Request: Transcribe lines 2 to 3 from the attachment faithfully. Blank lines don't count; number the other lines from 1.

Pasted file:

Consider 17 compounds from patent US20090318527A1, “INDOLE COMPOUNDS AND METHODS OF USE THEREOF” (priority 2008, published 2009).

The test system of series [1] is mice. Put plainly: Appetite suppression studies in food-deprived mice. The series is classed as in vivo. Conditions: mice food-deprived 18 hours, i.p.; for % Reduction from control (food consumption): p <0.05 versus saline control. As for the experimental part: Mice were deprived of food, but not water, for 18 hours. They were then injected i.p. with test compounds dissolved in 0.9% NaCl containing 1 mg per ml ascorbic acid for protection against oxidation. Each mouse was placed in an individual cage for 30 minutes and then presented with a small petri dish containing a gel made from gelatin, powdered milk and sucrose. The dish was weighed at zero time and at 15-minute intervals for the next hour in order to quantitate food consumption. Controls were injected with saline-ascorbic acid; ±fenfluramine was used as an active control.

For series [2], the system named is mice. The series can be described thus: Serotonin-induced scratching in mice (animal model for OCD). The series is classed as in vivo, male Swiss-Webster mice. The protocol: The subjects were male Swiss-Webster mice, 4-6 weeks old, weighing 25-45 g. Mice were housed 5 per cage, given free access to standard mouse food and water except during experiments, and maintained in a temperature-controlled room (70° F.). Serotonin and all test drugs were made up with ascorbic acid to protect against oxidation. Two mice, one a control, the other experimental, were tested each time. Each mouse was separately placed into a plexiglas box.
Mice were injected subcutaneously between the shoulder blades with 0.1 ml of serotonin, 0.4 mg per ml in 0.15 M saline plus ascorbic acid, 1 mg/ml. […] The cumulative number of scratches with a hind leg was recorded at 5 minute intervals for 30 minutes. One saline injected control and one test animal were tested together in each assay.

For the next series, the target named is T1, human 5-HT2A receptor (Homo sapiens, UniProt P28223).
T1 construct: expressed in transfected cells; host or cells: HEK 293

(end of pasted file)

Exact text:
The test system of series [1] is mice. Put plainly: Appetite suppression studies in food-deprived mice. The series is classed as in vivo. Conditions: mice food-deprived 18 hours, i.p.; for % Reduction from control (food consumption): p <0.05 versus saline control. As for the experimental part: Mice were deprived of food, but not water, for 18 hours. They were then injected i.p. with test compounds dissolved in 0.9% NaCl containing 1 mg per ml ascorbic acid for protection against oxidation. Each mouse was placed in an individual cage for 30 minutes and then presented with a small petri dish containing a gel made from gelatin, powdered milk and sucrose. The dish was weighed at zero time and at 15-minute intervals for the next hour in order to quantitate food consumption. Controls were injected with saline-ascorbic acid; ±fenfluramine was used as an active control.

For series [2], the system named is mice. The series can be described thus: Serotonin-induced scratching in mice (animal model for OCD). The series is classed as in vivo, male Swiss-Webster mice. The protocol: The subjects were male Swiss-Webster mice, 4-6 weeks old, weighing 25-45 g. Mice were housed 5 per cage, given free access to standard mouse food and water except during experiments, and maintained in a temperature-controlled room (70° F.). Serotonin and all test drugs were made up with ascorbic acid to protect against oxidation. Two mice, one a control, the other experimental, were tested each time. Each mouse was separately placed into a plexiglas box.